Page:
Land Title Block – 111 E. Fourth Street

111 E. Fourth Street [RTHL/NR], Land Title Block, 1889; 1983. The Land Title Block is perhaps the finest Victorian commercial building remaining in Fort Worth. An eclectic building with touches of the Romanesque Revival, it displays a rich use of materials including fine pressed red brick walls, red sandstone trim, and original stained glass windows. Decoration is equally rich, as in the carved sandstone panel depicting an owl and a mockingbird with outstretched wings in a tree. Architectural historian Blake Alexander notes that the building is very important architecturally because it is done “in the Romanesque style – a style seldom seen outside of the eastern part of the country.” The building is one of the oldest surviving works of Fort Worth architect Marshall R. Sanguinet (see CBD 84, which has been reconstructed) and was designed by his firm, Haggart and Sanguinet. Its first tenants were the Land Mortgage Bank of Texas, which gave the building its name; the Chamberlin Investment Co., developers of Arlington Heights; and the law firm of Ross, Head and Ross, whose initials appear in a panel above the second story of the front of the building. Through the years the building housed the bank, real estate and title companies, and – in later years – the Whiteway Cafe and Daddio’s, a jazz club. The building has been altered through the years. The multi-colored glazed brick on the ground floor of the building is original to the structure. A 1983 renovation replaced the original stained glass windows (which had been removed and stored) and remodeled the building’s interior. The Land Title Block was designated as a Recorded Texas Historic Landmark in 1981 and is potentially eligible for the National Register.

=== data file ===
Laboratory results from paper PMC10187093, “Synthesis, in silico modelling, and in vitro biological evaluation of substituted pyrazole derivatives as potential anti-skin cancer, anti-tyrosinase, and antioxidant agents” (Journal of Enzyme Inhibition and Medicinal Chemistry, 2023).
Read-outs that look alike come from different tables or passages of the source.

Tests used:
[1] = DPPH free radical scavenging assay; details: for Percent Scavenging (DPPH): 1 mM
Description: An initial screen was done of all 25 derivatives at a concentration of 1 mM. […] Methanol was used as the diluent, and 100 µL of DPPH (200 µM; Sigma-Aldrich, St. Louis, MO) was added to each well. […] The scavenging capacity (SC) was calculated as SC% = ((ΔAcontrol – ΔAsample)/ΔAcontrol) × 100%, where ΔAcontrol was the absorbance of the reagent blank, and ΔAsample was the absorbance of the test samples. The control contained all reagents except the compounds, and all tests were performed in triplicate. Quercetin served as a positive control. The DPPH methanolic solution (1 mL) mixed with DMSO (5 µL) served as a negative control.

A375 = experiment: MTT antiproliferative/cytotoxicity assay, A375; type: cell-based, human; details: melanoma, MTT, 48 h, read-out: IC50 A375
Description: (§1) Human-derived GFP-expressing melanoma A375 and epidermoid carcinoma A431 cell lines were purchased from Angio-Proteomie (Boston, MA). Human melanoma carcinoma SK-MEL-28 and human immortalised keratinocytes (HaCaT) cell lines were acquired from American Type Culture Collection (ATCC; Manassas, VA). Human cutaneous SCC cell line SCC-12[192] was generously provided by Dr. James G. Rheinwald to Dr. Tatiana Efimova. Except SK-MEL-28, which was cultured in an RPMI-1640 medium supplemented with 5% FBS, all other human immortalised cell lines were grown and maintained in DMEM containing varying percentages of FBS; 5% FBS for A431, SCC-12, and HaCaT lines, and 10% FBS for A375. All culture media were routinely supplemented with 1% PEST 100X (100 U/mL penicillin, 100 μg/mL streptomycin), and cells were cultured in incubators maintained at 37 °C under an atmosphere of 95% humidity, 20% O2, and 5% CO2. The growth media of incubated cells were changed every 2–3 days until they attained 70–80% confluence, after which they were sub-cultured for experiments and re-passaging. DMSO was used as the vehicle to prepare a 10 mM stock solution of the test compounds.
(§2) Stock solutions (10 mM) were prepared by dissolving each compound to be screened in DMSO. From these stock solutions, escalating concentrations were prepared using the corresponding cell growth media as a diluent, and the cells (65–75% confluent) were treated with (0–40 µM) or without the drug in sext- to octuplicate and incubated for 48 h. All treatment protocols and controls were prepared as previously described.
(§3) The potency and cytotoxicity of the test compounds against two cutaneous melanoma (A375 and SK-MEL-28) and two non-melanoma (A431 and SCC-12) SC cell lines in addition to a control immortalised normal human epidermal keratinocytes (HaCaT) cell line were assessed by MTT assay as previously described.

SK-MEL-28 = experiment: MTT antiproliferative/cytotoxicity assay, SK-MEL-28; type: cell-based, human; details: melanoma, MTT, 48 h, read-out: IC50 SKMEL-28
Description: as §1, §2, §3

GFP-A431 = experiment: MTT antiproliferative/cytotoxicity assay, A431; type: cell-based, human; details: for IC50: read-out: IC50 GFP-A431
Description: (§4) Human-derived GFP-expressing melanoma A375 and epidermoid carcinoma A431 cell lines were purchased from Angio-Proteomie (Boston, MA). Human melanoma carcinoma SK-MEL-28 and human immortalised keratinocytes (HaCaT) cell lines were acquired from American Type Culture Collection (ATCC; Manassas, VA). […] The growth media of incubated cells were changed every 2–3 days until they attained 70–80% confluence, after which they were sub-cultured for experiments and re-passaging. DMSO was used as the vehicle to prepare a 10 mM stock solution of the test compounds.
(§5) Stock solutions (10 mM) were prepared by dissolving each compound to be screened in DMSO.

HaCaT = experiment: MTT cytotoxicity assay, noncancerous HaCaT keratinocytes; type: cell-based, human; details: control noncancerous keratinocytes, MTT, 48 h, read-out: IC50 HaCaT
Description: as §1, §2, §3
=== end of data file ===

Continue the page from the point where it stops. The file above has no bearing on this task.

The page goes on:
Leave a Comment